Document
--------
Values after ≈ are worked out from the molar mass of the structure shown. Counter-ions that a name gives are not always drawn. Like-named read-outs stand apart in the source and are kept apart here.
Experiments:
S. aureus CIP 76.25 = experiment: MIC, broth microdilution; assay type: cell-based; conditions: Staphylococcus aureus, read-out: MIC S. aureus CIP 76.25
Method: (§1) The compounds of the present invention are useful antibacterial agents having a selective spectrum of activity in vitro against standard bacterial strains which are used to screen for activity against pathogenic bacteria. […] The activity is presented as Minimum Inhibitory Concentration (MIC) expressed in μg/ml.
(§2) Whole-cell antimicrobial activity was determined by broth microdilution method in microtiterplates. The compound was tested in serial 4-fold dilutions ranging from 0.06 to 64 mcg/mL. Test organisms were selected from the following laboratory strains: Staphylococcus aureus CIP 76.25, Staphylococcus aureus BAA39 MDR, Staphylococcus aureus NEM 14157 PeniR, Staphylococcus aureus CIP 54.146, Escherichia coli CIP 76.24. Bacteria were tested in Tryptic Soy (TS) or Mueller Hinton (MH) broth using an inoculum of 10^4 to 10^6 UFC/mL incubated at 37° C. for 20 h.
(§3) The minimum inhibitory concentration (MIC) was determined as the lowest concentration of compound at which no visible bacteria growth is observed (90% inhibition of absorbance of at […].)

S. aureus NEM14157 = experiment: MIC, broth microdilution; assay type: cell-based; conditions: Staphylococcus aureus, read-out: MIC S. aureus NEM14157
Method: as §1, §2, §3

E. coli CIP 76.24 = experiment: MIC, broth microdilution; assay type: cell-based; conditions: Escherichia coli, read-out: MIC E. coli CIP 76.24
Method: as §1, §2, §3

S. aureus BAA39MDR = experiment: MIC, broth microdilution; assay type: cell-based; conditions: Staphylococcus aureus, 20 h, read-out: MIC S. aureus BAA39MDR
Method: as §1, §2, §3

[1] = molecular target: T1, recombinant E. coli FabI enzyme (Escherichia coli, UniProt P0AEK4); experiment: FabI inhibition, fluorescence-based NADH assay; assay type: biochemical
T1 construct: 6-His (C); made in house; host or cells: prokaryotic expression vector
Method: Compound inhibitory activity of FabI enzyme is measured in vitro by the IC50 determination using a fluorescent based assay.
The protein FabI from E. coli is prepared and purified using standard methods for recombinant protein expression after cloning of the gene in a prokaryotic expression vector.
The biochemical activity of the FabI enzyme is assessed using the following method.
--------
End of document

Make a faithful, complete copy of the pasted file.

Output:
Values after ≈ are worked out from the molar mass of the structure shown. Counter-ions that a name gives are not always drawn. Like-named read-outs stand apart in the source and are kept apart here.
Experiments:
S. aureus CIP 76.25 = experiment: MIC, broth microdilution; assay type: cell-based; conditions: Staphylococcus aureus, read-out: MIC S. aureus CIP 76.25
Method: (§1) The compounds of the present invention are useful antibacterial agents having a selective spectrum of activity in vitro against standard bacterial strains which are used to screen for activity against pathogenic bacteria. […] The activity is presented as Minimum Inhibitory Concentration (MIC) expressed in μg/ml.
(§2) Whole-cell antimicrobial activity was determined by broth microdilution method in microtiterplates. The compound was tested in serial 4-fold dilutions ranging from 0.06 to 64 mcg/mL. Test organisms were selected from the following laboratory strains: Staphylococcus aureus CIP 76.25, Staphylococcus aureus BAA39 MDR, Staphylococcus aureus NEM 14157 PeniR, Staphylococcus aureus CIP 54.146, Escherichia coli CIP 76.24. Bacteria were tested in Tryptic Soy (TS) or Mueller Hinton (MH) broth using an inoculum of 10^4 to 10^6 UFC/mL incubated at 37° C. for 20 h.
(§3) The minimum inhibitory concentration (MIC) was determined as the lowest concentration of compound at which no visible bacteria growth is observed (90% inhibition of absorbance of at […].)

S. aureus NEM14157 = experiment: MIC, broth microdilution; assay type: cell-based; conditions: Staphylococcus aureus, read-out: MIC S. aureus NEM14157
Method: as §1, §2, §3

E. coli CIP 76.24 = experiment: MIC, broth microdilution; assay type: cell-based; conditions: Escherichia coli, read-out: MIC E. coli CIP 76.24
Method: as §1, §2, §3

S. aureus BAA39MDR = experiment: MIC, broth microdilution; assay type: cell-based; conditions: Staphylococcus aureus, 20 h, read-out: MIC S. aureus BAA39MDR
Method: as §1, §2, §3

[1] = molecular target: T1, recombinant E. coli FabI enzyme (Escherichia coli, UniProt P0AEK4); experiment: FabI inhibition, fluorescence-based NADH assay; assay type: biochemical
T1 construct: 6-His (C); made in house; host or cells: prokaryotic expression vector
Method: Compound inhibitory activity of FabI enzyme is measured in vitro by the IC50 determination using a fluorescent based assay.
The protein FabI from E. coli is prepared and purified using standard methods for recombinant protein expression after cloning of the gene in a prokaryotic expression vector.
The biochemical activity of the FabI enzyme is assessed using the following method.